December 2018, Week 4


Options: Use Monospaced Font
Show HTML Part by Default
Show All Mail Headers

Message: [<< First] [< Prev] [Next >] [Last >>]
Topic: [<< First] [< Prev] [Next >] [Last >>]
Author: [<< First] [< Prev] [Next >] [Last >>]

Print Reply
Portside Culture <[log in to unmask]>
Reply To:
Portside Culture <[log in to unmask]>
Thu, 27 Dec 2018 20:00:03 -0500
text/plain (10 kB) , text/html (23 kB)

 		 [ A crime novel with a difference, this one centers on murders in
a vacation town that appear to take on racial significance going back
to World War Two and a segregated, elite military command.]




 Michael Hirsch 
 December 21, 2018
New Politics

	* [https://portside.org/node/18966/printable/print]

 _ A crime novel with a difference, this one centers on murders in a
vacation town that appear to take on racial significance going back to
World War Two and a segregated, elite military command. _ 

 credit: Michael Grant / The Indypendent, 


“Race” as a biological category differentiating humans has been a
spurious and discredited marker for more than a century. From Franz
Boas’ early pioneering studies of the Inuit to Barbara Fields’
contemporary savaging of race-based ideology, we should all understand
that humans are one race, end of discussion!

Yet even those good souls most exorcized about the depredations of
narcissistic color consciousness or culturally based discriminations
are ensnared by racial categorizing. Those who organize to eradicate
the legacies of slavery, territorial conquest and the ensuing
dehumanization that consigns “strangers” to the category of a
biological or social “other” still must refer to the endemic brute
practice they oppose as “racism”. Tied to this, of course, is the
Right’s misplaced love for a mythical motherland if not an abusive

Like any ideology, “racism” persists long after the institutions
justifying it are dead—e.g., slavery in the American South, a policy
that benefitted not only the Dixie planter class but U.S. industry in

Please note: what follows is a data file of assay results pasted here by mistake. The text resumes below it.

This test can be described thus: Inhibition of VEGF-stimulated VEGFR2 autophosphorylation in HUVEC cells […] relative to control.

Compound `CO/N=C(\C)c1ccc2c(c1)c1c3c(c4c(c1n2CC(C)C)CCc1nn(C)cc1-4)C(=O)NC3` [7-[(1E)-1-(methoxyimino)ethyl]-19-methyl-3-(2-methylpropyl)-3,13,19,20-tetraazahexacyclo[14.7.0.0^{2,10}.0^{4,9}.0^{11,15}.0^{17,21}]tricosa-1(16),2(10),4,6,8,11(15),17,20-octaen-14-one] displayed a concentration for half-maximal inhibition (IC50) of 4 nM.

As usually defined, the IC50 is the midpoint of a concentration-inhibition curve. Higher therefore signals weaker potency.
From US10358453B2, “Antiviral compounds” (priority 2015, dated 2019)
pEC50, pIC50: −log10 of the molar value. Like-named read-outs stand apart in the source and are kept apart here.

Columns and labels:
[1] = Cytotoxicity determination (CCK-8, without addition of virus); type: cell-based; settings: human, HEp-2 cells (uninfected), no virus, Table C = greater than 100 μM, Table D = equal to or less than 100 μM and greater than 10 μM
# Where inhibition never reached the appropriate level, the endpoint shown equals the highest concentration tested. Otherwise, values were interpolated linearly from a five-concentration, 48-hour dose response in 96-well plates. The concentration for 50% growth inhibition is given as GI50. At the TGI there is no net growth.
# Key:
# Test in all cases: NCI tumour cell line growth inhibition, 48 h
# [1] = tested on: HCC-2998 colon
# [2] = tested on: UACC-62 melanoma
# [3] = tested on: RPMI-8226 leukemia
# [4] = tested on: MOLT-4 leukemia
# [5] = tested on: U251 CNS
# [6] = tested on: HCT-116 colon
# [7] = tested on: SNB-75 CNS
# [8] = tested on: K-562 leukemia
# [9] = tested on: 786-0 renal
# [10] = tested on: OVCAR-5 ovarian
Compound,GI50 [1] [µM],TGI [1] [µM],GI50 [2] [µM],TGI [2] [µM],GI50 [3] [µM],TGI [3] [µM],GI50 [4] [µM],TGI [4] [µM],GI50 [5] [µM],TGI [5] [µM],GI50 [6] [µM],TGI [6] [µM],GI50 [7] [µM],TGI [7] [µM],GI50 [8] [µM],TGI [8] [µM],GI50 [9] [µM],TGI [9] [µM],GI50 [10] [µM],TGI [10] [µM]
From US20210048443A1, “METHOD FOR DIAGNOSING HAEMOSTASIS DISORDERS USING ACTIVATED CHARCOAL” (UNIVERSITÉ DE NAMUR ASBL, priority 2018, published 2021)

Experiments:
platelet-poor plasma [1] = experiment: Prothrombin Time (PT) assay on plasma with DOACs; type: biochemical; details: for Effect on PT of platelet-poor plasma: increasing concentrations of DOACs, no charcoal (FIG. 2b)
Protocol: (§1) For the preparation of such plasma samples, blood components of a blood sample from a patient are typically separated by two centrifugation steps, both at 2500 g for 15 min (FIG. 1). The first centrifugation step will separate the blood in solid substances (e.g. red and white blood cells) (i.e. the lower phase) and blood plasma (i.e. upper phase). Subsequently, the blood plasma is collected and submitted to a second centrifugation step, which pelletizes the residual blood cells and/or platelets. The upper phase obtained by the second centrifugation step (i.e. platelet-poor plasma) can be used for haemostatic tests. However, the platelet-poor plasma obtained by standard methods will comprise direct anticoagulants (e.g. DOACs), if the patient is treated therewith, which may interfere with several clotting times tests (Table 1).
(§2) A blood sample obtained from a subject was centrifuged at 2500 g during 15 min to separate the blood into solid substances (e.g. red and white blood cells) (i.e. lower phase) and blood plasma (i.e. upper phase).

the North, or the lingering detritus of colonialism and neoliberal
adventures. Even in areas whose inhabitants were demonstrably
“white,” as in Ireland or Sardinia, capital made invidious claims
that the local working classes were demonstrably biologically
inferior, and whose allegedly louche productivity rates—outcomes of
nature, no less—were to blame for discriminatory wage and employment
discriminations, no matter how fudged the low-productivity statistics
were shown to be.  

Those fictive differences undergirding racially based hate survive
zombie-like as if they were a material force to be adopted or
resisted.  It becomes, as Marx metaphorically said of ideologies,
“sensuous activity,” in racism’s case a brute force in the
material world.  Yet even those who know that the idea of multiple
and variable human races is rubbish and militate against it are
perforce stuck with it.

The Man Who Fell From the Sky
By Bill Fletcher Jr.
Hardball Press; 350 pages
Trade paperback:  $15.99
November 11, 2018
ISBN: 978-0-99913-5846


Bill Fletcher Jr., whose novel is under review, is an appropriately
well-respected labor, civil rights and social justice activist, former
field services director for the American Federation of Government
Employees and author of the must-read _“They’re Bankrupting
Us!__”_ _And 20 Other Myths About Unions _(Beacon Press, 2012).
This and a host of his essays over the years are always on point. As
he wrote recently in a symposium on neoliberal capitalism, austerity
policy and labor in New York City:

“The political right has proven that they can advance the most
regressive of directions if/when they describe them in terms of
targeting ‘unworthy’ people of color and/or workers of
color…..By taking this tack, the Right is often able to win support
for efforts that run against the interests of the average white
working person.”

The activist-scholar-journalist is well placed to write meaningfully
on where class and the color line meet. He does so again in his newest
book, a highly readable and well-told crime novel. 

_The Man Who Fell From The Sky_, Fletcher’s first effort as a
novelist, does not disappoint. It shows him to be not just a sage
storyteller but no less than literature’s prized canary, warning of
dangers past and present. Granted, the canary analogy may be inexact.
Canaries are invaluable to working miners, warning of the presence of
toxic gas; they do so by dying. Fletcher is very much alive, but his
warning of the dangers of racism to its victims, its defenders and
perpetrators is salient and warning enough.

The 1970-based plot is vintage good stuff, with enough twists to keep
the reader guessing. The top draw mystery involves the ferreting out